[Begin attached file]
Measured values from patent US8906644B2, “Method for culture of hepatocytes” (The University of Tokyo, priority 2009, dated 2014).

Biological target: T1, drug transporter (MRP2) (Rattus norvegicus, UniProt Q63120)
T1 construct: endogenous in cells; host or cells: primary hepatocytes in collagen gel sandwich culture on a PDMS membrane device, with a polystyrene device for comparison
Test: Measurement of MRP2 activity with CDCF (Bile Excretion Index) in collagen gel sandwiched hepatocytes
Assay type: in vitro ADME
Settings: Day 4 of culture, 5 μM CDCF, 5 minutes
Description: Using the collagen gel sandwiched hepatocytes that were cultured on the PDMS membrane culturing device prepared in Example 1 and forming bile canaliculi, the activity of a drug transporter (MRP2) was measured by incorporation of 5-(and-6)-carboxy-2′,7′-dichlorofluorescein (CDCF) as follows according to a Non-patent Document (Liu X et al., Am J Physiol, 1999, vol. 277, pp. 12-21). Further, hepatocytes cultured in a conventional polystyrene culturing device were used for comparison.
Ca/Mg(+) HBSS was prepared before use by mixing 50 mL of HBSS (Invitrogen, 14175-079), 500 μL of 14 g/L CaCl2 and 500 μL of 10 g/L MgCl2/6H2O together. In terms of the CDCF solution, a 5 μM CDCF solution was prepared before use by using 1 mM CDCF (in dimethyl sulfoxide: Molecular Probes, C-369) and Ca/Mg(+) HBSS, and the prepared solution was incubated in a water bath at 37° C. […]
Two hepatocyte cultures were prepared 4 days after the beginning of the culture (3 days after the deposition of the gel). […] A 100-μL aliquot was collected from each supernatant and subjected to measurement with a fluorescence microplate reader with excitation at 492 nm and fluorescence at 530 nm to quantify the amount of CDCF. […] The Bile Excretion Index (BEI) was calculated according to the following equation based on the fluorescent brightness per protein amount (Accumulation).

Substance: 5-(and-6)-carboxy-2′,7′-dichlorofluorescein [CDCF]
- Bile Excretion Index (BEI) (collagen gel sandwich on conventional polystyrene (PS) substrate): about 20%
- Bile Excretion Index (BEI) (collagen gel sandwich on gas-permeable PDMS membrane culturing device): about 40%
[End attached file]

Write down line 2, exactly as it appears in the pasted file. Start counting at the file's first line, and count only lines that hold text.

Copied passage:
Biological target: T1, drug transporter (MRP2) (Rattus norvegicus, UniProt Q63120)